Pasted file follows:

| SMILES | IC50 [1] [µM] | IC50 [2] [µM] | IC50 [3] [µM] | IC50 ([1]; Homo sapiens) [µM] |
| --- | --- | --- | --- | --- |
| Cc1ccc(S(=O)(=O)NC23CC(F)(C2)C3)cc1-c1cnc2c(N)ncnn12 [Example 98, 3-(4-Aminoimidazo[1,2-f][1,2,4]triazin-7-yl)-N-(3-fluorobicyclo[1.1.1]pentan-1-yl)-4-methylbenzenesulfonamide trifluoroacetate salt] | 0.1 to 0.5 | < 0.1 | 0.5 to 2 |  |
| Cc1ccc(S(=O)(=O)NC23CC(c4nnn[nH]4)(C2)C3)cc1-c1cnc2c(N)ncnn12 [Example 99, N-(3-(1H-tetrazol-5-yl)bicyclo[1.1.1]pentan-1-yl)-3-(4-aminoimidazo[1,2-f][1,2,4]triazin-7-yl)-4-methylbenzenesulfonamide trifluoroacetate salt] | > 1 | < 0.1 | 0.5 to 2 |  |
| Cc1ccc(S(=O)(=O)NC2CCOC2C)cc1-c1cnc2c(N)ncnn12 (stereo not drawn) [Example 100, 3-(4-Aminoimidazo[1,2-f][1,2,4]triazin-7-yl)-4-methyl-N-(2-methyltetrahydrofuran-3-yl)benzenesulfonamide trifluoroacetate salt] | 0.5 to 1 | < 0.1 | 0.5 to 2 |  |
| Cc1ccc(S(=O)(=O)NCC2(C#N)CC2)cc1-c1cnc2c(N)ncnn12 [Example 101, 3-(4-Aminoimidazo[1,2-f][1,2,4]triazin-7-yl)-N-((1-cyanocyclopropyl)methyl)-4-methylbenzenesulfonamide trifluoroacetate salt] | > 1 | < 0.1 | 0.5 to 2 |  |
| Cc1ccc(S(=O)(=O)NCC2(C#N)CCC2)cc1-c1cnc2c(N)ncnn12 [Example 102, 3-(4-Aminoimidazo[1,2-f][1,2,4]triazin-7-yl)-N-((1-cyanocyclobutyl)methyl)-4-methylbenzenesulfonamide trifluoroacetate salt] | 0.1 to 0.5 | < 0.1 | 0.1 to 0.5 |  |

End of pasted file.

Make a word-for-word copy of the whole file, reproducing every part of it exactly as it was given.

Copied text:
| SMILES | IC50 [1] [µM] | IC50 [2] [µM] | IC50 [3] [µM] | IC50 ([1]; Homo sapiens) [µM] |
| --- | --- | --- | --- | --- |
| Cc1ccc(S(=O)(=O)NC23CC(F)(C2)C3)cc1-c1cnc2c(N)ncnn12 [Example 98, 3-(4-Aminoimidazo[1,2-f][1,2,4]triazin-7-yl)-N-(3-fluorobicyclo[1.1.1]pentan-1-yl)-4-methylbenzenesulfonamide trifluoroacetate salt] | 0.1 to 0.5 | < 0.1 | 0.5 to 2 |  |
| Cc1ccc(S(=O)(=O)NC23CC(c4nnn[nH]4)(C2)C3)cc1-c1cnc2c(N)ncnn12 [Example 99, N-(3-(1H-tetrazol-5-yl)bicyclo[1.1.1]pentan-1-yl)-3-(4-aminoimidazo[1,2-f][1,2,4]triazin-7-yl)-4-methylbenzenesulfonamide trifluoroacetate salt] | > 1 | < 0.1 | 0.5 to 2 |  |
| Cc1ccc(S(=O)(=O)NC2CCOC2C)cc1-c1cnc2c(N)ncnn12 (stereo not drawn) [Example 100, 3-(4-Aminoimidazo[1,2-f][1,2,4]triazin-7-yl)-4-methyl-N-(2-methyltetrahydrofuran-3-yl)benzenesulfonamide trifluoroacetate salt] | 0.5 to 1 | < 0.1 | 0.5 to 2 |  |
| Cc1ccc(S(=O)(=O)NCC2(C#N)CC2)cc1-c1cnc2c(N)ncnn12 [Example 101, 3-(4-Aminoimidazo[1,2-f][1,2,4]triazin-7-yl)-N-((1-cyanocyclopropyl)methyl)-4-methylbenzenesulfonamide trifluoroacetate salt] | > 1 | < 0.1 | 0.5 to 2 |  |
| Cc1ccc(S(=O)(=O)NCC2(C#N)CCC2)cc1-c1cnc2c(N)ncnn12 [Example 102, 3-(4-Aminoimidazo[1,2-f][1,2,4]triazin-7-yl)-N-((1-cyanocyclobutyl)methyl)-4-methylbenzenesulfonamide trifluoroacetate salt] | 0.1 to 0.5 | < 0.1 | 0.1 to 0.5 |  |